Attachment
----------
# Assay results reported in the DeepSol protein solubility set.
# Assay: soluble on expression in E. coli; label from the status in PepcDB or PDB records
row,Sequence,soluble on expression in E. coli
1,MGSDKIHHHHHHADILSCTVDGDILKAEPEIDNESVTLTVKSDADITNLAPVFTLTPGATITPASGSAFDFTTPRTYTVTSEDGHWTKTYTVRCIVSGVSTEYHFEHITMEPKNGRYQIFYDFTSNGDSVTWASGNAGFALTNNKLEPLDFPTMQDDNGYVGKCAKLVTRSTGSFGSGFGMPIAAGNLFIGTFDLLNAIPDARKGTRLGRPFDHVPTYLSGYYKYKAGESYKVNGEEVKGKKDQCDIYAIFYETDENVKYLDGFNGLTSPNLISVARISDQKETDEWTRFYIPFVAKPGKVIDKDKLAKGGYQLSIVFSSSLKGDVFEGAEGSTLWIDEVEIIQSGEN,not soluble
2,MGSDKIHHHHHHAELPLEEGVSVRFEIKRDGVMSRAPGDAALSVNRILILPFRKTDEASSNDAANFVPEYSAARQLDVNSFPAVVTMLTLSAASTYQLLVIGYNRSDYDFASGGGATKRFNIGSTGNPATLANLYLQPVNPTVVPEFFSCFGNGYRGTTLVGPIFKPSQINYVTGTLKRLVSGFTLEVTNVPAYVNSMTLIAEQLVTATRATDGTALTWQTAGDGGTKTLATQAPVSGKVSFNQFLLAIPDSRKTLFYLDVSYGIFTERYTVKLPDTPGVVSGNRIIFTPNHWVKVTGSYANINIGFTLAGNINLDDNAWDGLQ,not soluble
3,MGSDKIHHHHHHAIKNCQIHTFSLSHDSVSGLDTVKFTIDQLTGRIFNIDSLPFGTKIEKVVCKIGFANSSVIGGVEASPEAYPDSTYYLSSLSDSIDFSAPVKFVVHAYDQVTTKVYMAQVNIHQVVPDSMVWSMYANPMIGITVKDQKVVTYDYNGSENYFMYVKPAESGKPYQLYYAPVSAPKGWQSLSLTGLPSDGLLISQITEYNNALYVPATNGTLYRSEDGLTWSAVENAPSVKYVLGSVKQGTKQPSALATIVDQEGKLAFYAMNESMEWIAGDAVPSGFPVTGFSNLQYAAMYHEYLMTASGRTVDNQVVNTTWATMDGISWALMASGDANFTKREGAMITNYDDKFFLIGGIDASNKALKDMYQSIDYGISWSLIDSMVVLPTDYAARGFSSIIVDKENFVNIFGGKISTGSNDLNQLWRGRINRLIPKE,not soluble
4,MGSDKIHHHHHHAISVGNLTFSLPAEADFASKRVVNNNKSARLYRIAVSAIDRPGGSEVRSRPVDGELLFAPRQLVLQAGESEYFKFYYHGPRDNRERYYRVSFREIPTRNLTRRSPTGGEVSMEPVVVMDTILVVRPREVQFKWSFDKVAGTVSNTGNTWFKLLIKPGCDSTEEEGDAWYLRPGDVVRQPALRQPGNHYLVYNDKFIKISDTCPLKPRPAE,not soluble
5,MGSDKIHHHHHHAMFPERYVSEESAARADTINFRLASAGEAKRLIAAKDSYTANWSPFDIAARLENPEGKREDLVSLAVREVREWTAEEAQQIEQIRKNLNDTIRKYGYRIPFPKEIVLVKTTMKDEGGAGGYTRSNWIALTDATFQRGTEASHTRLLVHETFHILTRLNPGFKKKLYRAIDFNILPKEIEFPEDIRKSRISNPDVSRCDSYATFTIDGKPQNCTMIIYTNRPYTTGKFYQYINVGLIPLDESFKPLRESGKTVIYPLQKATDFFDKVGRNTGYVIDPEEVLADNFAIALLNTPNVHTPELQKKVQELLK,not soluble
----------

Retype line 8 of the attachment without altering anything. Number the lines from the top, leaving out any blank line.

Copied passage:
5,MGSDKIHHHHHHAMFPERYVSEESAARADTINFRLASAGEAKRLIAAKDSYTANWSPFDIAARLENPEGKREDLVSLAVREVREWTAEEAQQIEQIRKNLNDTIRKYGYRIPFPKEIVLVKTTMKDEGGAGGYTRSNWIALTDATFQRGTEASHTRLLVHETFHILTRLNPGFKKKLYRAIDFNILPKEIEFPEDIRKSRISNPDVSRCDSYATFTIDGKPQNCTMIIYTNRPYTTGKFYQYINVGLIPLDESFKPLRESGKTVIYPLQKATDFFDKVGRNTGYVIDPEEVLADNFAIALLNTPNVHTPELQKKVQELLK,not soluble